Making the cuts….
As followers of my journal know, I took 23 dogs up to Alaska with me and now need to pick 16 to make up my ’07 Iditarod team. The task is proving to be unbelievably difficult, but I have narrowed it down to 20 contenders now.
First cut was young Boom.
Now, there is nothing wrong with Boom, he is just young. On long runs he often gets distracted and spends more time watching ravens then pulling. I’m not at all concerned or disappointed. He’s worked hard this winter and did very well to earn a place on the truck for our trip to Alaska. Watch out for him next year!
Second cut was Hilda.
Hilda had been plagued by on again/off again performances this season. For the Sheep Mt Race she was definitely ‘on’ and was a valuable leader, but she has had many runs were she was ‘off’ too. With this competitive a ‘pool’, I had been leaning towards dropping her. Then when we went in for our vet checks Dr. Baetsle found an irritated back nipple on her. It’s nothing to be concerned about; we are running her on a course of antibiotics to be sure though. The decision was made to cut her from the team and give her a good rest to heal up.
“They” may say, “The first cut is the deepest” – but ‘they’ obviously haven’t been around here. The third dog cut from the training pool here in Alaska is Kara. Yes, I said Kara.
On Thursday the main goal of my run was to decided whether or not Kara was a go for Iditarod. Over the season, she has been plagued by a number of small, but lingering injuries and she had been struggling to keep up with the team on the last few runs, so I took her over to Susan Whitton for an acupuncture and chiropractic treatment last Monday. I then gave her 2 days off before putting her back in harness. There was a definite improvement in her performance, but she is still not 100%. . The deal with Kara is that her heart and her head have always been her strongest attributes. Her smaller stature and slightly shorter legs (relative to the rest of my team) mean that she was to lope a great deal of the time in harness to keep up. She has to give ‘more’ to do the job then a lot of my dogs. A dog like that can do what Kara does because they have the heart and drive to do it. To ask Kara to hit the Iditarod Trail with me when her body is not 100% means that she will have to compensate even more with attitude then usual. I can’t ask that of her.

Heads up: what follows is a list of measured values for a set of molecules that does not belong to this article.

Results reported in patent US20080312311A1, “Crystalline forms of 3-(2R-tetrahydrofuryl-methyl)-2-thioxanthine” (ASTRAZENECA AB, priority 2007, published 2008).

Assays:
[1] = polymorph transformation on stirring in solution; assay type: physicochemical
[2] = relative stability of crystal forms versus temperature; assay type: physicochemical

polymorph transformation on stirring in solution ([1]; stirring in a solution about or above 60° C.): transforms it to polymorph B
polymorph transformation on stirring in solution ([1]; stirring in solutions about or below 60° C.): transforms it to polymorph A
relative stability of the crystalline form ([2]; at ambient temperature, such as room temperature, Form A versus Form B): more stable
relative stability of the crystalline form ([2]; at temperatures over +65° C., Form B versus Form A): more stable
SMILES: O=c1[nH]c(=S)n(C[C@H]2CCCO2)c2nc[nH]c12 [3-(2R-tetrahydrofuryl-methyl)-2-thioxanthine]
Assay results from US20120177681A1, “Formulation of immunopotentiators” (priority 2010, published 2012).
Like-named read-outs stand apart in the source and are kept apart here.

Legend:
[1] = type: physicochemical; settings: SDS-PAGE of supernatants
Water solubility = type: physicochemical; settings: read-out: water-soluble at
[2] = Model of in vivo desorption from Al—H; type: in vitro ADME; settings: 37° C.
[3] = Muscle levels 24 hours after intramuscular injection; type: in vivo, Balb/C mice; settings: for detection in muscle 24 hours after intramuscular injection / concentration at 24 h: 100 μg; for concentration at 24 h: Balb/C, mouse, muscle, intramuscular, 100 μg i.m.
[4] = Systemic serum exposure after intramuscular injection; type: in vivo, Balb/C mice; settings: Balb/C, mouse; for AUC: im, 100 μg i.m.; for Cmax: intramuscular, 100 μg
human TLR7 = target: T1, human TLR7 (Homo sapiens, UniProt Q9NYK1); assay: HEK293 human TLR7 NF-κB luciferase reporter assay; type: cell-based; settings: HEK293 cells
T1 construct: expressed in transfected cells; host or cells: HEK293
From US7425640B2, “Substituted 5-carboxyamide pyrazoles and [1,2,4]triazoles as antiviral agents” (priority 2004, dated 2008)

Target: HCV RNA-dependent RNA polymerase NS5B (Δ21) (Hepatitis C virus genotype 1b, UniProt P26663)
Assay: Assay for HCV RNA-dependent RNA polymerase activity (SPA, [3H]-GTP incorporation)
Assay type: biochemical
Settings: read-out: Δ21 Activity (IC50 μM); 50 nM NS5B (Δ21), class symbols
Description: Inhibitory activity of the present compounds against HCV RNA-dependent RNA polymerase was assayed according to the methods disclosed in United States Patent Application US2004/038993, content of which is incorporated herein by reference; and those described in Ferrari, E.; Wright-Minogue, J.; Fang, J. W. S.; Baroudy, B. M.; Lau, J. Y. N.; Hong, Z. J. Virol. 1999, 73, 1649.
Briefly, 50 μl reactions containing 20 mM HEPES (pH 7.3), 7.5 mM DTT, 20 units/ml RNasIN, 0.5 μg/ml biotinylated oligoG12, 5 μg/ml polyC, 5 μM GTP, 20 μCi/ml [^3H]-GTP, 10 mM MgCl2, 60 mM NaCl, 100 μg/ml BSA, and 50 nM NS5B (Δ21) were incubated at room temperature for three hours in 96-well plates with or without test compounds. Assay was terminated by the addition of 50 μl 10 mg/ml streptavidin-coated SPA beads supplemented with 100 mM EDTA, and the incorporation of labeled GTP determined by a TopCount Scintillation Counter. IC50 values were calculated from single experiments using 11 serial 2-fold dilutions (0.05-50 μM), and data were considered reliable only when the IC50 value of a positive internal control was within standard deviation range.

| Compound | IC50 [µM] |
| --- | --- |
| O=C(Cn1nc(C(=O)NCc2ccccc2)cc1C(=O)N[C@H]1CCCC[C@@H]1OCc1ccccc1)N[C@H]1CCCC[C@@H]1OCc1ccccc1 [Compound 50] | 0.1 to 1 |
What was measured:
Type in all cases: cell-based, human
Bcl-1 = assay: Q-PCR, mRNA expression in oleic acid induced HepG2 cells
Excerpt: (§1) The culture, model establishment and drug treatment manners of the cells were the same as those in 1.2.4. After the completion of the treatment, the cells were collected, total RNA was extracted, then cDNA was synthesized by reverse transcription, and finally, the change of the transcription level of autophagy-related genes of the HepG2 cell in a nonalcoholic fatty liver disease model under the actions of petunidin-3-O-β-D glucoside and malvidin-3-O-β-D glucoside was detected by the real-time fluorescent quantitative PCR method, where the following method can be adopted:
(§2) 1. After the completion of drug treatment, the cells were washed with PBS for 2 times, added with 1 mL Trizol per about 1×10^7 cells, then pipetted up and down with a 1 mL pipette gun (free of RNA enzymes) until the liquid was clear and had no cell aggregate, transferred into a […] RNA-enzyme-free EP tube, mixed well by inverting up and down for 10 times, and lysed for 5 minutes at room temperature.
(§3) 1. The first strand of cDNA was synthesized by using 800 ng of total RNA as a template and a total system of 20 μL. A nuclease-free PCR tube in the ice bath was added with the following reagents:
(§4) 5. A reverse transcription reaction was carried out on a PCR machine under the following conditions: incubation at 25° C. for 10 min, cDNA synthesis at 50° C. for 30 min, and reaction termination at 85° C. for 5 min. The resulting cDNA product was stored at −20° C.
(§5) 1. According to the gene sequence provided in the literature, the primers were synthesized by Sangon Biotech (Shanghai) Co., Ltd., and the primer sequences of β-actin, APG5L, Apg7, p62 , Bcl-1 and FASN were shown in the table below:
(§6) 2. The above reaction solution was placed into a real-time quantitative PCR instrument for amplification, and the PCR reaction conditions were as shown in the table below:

I had to dig deep to make this decision. Kara is a security net for me and I just plain love her company. I know if I asked she would bounce on down the trail with me again, but I am more then just her friend. As the one with the (supposedly) bigger brain, I’m responsible with making decisions affecting her well-being. Heck, if given the choice, she would gorge herself on dead squirrels until she puked – I’m the one that wrestles squirrel carcasses away from her because I know that isn’t in her best interest. It might be in my best interest for Kara to go on Iditarod – and it may be in the Team’s best interest for Kara to go on Iditarod – but it is not in Kara’s best interest - and the welfare of the individual dog comes first for us.
This doesn’t mean Kara is retired. She is still putting in dynamite performances in lead when she is feeling good, so I will work hard over the summer to help her body catch back up with her spirit. I’d love for her to be with me on our adventures next season.
In the meantime, I’m sure she will be tippy toeing into the house late at night (no, she will not be living in the house – in Alaska she is a sled dog), logging on the computer and checking race stats. There will be much muttering under her breath about how we are doing it ALL WRONG now that she isn’t around – but I’m sure even if we won the Race, she would claim we could have won it faster with her.
Still 4 more cuts to make....